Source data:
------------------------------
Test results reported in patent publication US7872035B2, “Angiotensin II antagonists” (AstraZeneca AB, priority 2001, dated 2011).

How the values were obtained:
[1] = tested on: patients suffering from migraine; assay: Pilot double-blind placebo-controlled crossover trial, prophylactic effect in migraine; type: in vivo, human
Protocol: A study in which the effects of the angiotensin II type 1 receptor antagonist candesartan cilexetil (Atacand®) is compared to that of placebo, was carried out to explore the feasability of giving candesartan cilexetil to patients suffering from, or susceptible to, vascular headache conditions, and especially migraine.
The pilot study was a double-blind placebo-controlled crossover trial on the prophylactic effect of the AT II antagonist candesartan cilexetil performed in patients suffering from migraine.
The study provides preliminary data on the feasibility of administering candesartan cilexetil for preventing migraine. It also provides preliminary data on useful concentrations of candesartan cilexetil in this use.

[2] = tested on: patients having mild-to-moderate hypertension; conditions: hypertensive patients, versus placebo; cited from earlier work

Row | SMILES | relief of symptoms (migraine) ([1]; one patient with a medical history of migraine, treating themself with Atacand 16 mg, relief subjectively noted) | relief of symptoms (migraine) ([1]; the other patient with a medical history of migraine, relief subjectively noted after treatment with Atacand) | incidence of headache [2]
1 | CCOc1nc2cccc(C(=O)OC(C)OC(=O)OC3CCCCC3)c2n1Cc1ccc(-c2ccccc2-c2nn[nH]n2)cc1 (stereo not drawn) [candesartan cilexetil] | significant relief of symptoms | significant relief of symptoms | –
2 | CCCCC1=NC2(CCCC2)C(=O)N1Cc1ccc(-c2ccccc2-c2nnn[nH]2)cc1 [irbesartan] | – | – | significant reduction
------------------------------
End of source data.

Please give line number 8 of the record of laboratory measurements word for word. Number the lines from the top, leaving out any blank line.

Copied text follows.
Row | SMILES | relief of symptoms (migraine) ([1]; one patient with a medical history of migraine, treating themself with Atacand 16 mg, relief subjectively noted) | relief of symptoms (migraine) ([1]; the other patient with a medical history of migraine, relief subjectively noted after treatment with Atacand) | incidence of headache [2]